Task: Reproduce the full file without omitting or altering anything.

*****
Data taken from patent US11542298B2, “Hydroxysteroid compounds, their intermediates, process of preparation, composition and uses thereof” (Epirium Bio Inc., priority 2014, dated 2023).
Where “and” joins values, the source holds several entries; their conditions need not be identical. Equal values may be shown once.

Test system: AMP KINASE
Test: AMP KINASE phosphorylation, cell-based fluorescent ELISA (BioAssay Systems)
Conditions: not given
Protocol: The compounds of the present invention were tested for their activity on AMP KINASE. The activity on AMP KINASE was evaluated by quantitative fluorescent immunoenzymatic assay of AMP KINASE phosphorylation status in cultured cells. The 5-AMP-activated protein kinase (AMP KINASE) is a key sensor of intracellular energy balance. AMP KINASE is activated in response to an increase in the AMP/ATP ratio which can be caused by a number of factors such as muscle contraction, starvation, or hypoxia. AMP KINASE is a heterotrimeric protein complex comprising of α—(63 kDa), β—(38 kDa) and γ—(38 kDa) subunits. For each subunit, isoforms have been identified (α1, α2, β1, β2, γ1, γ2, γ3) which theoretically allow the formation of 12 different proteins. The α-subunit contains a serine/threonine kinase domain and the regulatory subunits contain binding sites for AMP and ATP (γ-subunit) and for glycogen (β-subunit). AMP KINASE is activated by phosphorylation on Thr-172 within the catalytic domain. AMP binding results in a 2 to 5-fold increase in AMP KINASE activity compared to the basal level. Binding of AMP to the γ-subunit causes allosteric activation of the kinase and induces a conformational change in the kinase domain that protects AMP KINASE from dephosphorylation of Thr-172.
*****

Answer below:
Data taken from patent US11542298B2, “Hydroxysteroid compounds, their intermediates, process of preparation, composition and uses thereof” (Epirium Bio Inc., priority 2014, dated 2023).
Where “and” joins values, the source holds several entries; their conditions need not be identical. Equal values may be shown once.

Test system: AMP KINASE
Test: AMP KINASE phosphorylation, cell-based fluorescent ELISA (BioAssay Systems)
Conditions: not given
Protocol: The compounds of the present invention were tested for their activity on AMP KINASE. The activity on AMP KINASE was evaluated by quantitative fluorescent immunoenzymatic assay of AMP KINASE phosphorylation status in cultured cells. The 5-AMP-activated protein kinase (AMP KINASE) is a key sensor of intracellular energy balance. AMP KINASE is activated in response to an increase in the AMP/ATP ratio which can be caused by a number of factors such as muscle contraction, starvation, or hypoxia. AMP KINASE is a heterotrimeric protein complex comprising of α—(63 kDa), β—(38 kDa) and γ—(38 kDa) subunits. For each subunit, isoforms have been identified (α1, α2, β1, β2, γ1, γ2, γ3) which theoretically allow the formation of 12 different proteins. The α-subunit contains a serine/threonine kinase domain and the regulatory subunits contain binding sites for AMP and ATP (γ-subunit) and for glycogen (β-subunit). AMP KINASE is activated by phosphorylation on Thr-172 within the catalytic domain. AMP binding results in a 2 to 5-fold increase in AMP KINASE activity compared to the basal level. Binding of AMP to the γ-subunit causes allosteric activation of the kinase and induces a conformational change in the kinase domain that protects AMP KINASE from dephosphorylation of Thr-172.